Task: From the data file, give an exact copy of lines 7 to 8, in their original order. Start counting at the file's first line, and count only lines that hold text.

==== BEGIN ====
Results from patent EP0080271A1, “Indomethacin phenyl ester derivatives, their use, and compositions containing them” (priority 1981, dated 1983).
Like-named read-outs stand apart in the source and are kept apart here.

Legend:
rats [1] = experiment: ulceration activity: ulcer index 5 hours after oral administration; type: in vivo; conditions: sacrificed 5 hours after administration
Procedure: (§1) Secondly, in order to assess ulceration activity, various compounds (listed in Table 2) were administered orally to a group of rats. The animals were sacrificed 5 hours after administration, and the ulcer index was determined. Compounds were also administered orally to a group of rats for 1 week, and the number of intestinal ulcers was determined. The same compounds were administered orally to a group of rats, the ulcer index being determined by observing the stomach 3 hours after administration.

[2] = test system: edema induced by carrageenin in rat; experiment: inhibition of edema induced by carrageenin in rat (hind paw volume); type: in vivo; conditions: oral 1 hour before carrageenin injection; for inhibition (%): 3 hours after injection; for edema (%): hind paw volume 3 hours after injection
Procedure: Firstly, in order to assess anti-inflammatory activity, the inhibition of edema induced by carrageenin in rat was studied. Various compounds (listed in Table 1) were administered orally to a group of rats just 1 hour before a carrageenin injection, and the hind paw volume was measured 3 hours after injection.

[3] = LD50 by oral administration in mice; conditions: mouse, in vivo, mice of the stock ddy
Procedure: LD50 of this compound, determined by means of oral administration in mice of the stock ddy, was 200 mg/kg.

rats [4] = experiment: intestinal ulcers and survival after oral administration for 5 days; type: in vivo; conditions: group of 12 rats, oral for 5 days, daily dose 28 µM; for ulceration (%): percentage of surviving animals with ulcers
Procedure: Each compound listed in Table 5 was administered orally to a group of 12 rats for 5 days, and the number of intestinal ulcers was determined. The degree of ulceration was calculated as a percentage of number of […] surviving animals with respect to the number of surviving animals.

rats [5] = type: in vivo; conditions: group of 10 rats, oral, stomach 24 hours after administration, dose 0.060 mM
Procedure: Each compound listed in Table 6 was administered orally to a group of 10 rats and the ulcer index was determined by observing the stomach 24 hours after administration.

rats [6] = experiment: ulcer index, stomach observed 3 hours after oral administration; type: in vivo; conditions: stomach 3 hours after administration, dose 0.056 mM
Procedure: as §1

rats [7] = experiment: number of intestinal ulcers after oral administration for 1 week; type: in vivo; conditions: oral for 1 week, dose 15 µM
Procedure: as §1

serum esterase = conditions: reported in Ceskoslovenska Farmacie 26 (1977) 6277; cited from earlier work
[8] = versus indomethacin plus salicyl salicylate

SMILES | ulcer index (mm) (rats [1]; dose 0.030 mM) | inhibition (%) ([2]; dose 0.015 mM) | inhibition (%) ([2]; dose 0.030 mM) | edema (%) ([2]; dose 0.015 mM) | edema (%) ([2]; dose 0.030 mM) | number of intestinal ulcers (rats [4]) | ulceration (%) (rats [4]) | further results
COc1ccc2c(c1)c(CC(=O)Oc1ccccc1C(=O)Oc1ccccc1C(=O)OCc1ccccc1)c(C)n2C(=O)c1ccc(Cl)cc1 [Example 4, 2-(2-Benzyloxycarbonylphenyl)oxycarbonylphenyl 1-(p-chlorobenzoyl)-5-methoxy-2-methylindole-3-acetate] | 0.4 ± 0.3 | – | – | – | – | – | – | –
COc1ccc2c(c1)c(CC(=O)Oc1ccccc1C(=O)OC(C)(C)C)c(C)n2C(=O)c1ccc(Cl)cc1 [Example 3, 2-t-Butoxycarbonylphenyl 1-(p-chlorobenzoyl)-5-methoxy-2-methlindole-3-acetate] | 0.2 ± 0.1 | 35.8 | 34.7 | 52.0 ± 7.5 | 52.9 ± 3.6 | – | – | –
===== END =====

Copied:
Procedure: Firstly, in order to assess anti-inflammatory activity, the inhibition of edema induced by carrageenin in rat was studied. Various compounds (listed in Table 1) were administered orally to a group of rats just 1 hour before a carrageenin injection, and the hind paw volume was measured 3 hours after injection.

[3] = LD50 by oral administration in mice; conditions: mouse, in vivo, mice of the stock ddy